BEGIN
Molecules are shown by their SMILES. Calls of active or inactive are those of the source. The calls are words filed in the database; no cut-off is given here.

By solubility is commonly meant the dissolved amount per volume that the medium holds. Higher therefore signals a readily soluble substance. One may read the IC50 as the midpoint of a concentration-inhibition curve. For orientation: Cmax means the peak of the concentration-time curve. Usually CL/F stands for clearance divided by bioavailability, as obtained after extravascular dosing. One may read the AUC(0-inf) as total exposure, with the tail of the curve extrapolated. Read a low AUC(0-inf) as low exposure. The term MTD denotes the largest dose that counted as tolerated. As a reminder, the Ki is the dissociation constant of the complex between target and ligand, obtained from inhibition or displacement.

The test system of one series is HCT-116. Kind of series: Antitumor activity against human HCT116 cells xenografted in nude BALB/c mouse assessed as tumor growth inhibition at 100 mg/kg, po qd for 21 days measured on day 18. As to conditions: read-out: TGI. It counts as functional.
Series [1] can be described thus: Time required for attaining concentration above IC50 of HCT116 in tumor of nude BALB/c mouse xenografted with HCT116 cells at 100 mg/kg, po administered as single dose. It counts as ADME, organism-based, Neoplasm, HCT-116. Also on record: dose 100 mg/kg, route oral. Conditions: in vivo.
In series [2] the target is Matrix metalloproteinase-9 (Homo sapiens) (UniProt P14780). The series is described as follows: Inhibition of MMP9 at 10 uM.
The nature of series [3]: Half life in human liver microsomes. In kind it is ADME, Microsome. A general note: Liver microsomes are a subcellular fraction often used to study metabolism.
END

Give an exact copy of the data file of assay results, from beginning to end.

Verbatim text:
Molecules are shown by their SMILES. Calls of active or inactive are those of the source. The calls are words filed in the database; no cut-off is given here.

By solubility is commonly meant the dissolved amount per volume that the medium holds. Higher therefore signals a readily soluble substance. One may read the IC50 as the midpoint of a concentration-inhibition curve. For orientation: Cmax means the peak of the concentration-time curve. Usually CL/F stands for clearance divided by bioavailability, as obtained after extravascular dosing. One may read the AUC(0-inf) as total exposure, with the tail of the curve extrapolated. Read a low AUC(0-inf) as low exposure. The term MTD denotes the largest dose that counted as tolerated. As a reminder, the Ki is the dissociation constant of the complex between target and ligand, obtained from inhibition or displacement.

The test system of one series is HCT-116. Kind of series: Antitumor activity against human HCT116 cells xenografted in nude BALB/c mouse assessed as tumor growth inhibition at 100 mg/kg, po qd for 21 days measured on day 18. As to conditions: read-out: TGI. It counts as functional.
Series [1] can be described thus: Time required for attaining concentration above IC50 of HCT116 in tumor of nude BALB/c mouse xenografted with HCT116 cells at 100 mg/kg, po administered as single dose. It counts as ADME, organism-based, Neoplasm, HCT-116. Also on record: dose 100 mg/kg, route oral. Conditions: in vivo.
In series [2] the target is Matrix metalloproteinase-9 (Homo sapiens) (UniProt P14780). The series is described as follows: Inhibition of MMP9 at 10 uM.
The nature of series [3]: Half life in human liver microsomes. In kind it is ADME, Microsome. A general note: Liver microsomes are a subcellular fraction often used to study metabolism.